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The Health System of Brazil

Social and Political Context

Naomar de Almeida Filho
Universidade Federal da Bahia

Instituto de Sade Coletiva

Economic & political background 1964-1985 Military dictatorship US dependent foreign policy External debt (economic miracle) Political repression National security ideology

Economic & political background 1986-2002 1988 New Constitution Hyperinflation & recession External debt crisis Political freedom Neoliberal ideology Economic inequality

Economic & political background 2003-present Reconstruction of the State Economic growth Technological dependency Independent foreign policy Expanded public policies Social inclusion

Social Context
Poverty reduction Environmental challenges Dilemmas in the labor context Violence and intolerance Reduction of inequalities Increasing social inequities

55.2 54.8


Gini coefficient trend. Brazil, 1995-2006-2011

53.0 52.4

Source: Brazil - IPEA; other countries - Central Intelligence Agency's World Factbook

Political Context
Reconstruction of the State:
Debate public vs. private Rhetorical intersectoriality Late expansion of public policies Fight against corruption Reforms com-promised Ideological regression

Health inequalities (update)

The life expectancy of Brazilian citizens reached 73.5 years in 2010, up 8.5 percent from 67 years in 1991, according to the Brazilian Institute of Geography and Statistics (IBGE) Among women, life expectancy reached 77.4 years in 2007, from 70.9 years in 1991 life expectancy of Brazilian men increased from 63.2 to 69.8 years in the same period

Health inequalities (update)

Brazil's infant mortality rate dropped to 21.6 deaths for every 1,000 live births in 2010, a 46 % decrease from the 45.1 deaths per 1,000 births in 1991. Regional differences in infant mortality rates remain high. The northeastern region, the poorest in Brazil, registered an infant mortality rate of 35.6 deaths per 1,000 living births; in the southern region, the rate was 16.1/1,000 births.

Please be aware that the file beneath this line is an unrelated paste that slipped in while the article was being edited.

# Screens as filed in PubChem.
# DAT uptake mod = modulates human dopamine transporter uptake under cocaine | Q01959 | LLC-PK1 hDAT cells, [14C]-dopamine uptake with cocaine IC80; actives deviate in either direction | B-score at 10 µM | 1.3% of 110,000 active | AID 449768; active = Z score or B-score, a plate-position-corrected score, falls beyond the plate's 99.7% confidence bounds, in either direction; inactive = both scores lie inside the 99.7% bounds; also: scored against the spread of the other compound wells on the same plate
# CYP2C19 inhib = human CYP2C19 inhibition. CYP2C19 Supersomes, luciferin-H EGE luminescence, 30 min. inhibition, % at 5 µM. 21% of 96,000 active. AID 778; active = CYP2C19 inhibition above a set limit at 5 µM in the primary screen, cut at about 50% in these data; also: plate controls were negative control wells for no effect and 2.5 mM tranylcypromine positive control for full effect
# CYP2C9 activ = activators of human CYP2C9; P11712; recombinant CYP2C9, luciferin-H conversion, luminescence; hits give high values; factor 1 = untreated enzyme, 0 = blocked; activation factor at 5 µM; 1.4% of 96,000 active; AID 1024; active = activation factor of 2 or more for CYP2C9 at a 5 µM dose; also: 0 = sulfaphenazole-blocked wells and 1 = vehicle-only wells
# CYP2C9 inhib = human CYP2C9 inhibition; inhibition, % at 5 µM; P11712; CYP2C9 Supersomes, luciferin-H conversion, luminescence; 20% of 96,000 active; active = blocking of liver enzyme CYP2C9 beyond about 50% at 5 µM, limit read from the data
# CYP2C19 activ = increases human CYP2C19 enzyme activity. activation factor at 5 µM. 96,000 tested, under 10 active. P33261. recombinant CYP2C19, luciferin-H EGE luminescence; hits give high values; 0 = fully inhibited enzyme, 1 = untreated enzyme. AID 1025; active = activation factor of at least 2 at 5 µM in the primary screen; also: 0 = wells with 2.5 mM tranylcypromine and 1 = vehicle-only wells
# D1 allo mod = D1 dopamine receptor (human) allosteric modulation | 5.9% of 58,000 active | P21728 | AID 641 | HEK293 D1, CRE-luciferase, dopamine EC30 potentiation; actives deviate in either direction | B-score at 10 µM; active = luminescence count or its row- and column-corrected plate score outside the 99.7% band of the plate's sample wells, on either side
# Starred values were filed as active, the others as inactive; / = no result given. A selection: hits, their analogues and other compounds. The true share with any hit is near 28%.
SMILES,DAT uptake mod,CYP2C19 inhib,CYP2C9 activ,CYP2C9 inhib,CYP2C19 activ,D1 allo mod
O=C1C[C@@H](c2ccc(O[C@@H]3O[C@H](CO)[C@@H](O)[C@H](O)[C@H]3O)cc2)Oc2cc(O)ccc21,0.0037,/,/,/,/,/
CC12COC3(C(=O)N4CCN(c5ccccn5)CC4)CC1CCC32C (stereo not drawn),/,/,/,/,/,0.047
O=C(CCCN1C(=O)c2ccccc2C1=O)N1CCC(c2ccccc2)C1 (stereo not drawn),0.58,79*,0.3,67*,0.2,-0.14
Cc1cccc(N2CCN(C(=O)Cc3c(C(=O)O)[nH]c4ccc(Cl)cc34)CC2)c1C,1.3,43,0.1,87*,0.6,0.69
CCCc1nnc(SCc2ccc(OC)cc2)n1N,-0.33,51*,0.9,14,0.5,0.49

Brief History of Brazils Health Reform (1988-2009)

1986 8th National Health Conference 1988 The New Constitution 1990 The SUS Law (Unified Health System) 1992 Community Health Agents Program 1996-2000 The Family Health Program 2000-2007 Budget increase (CPMF) 2008-present: Overcoming


SUS structure (highlights)

Family Health Program (PSF)
Primary Health Care / health promotion Community Health Agents (> 200,000) multi-professional health teams (> 60,000)

Special Programs
HIV/AIDS Epidemiological Surveillance Pharmaceutical Care

High Complexity Care Management Pro-Sade (health professions training program)

SUS structure (highlights)

Social control (tripartite)
Local & regional Health Councils State Health Council National Health Council

Federal to municipality (fund to fund) State budget - High Complexity Municipality (PHC)

TCU + CGU + DENASUS system State & Municipality auditing

Brasil health care system (diagram)

Primary HC Community Health Agents Secondary HC UPAs Health Centers CAPS SAMU
SUS-contracted services

Tertiary HC University Hospitals Public Hospitals

Family Health Teams


SUS-contracted Hospitals

health insurance general clinics

Out of pocket care

Private clinics

private hospitals

Coverage trend at municipal level

1998 1999 2000 2001 2002

Family Health Program






1 to 25%

25 to50%

50 to 75%

75 to 100%

FONTE: SIAB - Sistema de Informao da Ateno Bsica

FHP Teams and Community Health Agents Brazil, 2010


ESF 29.149 municipalities - 5.233 ACS 228.412 municipalities - 5.350 ESB 17.588 municipalities 4.567

Family Health Program

Effectiveness at municipal level

longitudinal ecological analysis using panel data from secondary sources. Analyses controlled for state level measurements of access to clean water and sanitation, average income, women literacy and fertility, physicians and nurses per 10,000 population, and hospital beds per 1,000 population.

10% increase in FHT coverage resulted in 4,6% decrease in infant mortality

Setting: 13 years (1990-2002) data from 26 Brazilian States and Federal District

Percentuais de variao da mortalidade infantil associados a 10% de incremento na cobertura da Sade da Famlia, de acesso a gua e de leitos hospitalares por mil habitantes. Brasil, 1990-2002
0,00 Sade da Famlia -0,50 -1,00 Acesso a gua Leitos hospitalares

% variao da mortalidade infantil

-1,50 -2,00 -2,50 -3,00 -3,50 -4,00 -4,50 -4,56 -5,00



Some data on SUS

80% of population depend on SUS 30% of population have health insurance / medical service plans 7,000 hospitals 70,000 health establishments 29,000 Family Health teams

Some data on SUS

2.3 billion clinical procedures 300 million medical consultations 11.3 million hospitalizations 15,000 organ transplants

SUS challenges:
Integrality Universal Access Management Social Value

Quality care
Financial stability

Dynamics of SUS-induced inequality

Complex regressive tax system biased

financial instability

of health workforce


failure of


Social Value




social inequality

Thought-provoking question:
How to share Brazils 20-year experience in building a universal-access, statefunded, socially controlled Health System mostly in contradiction to the context of social inequality we live in?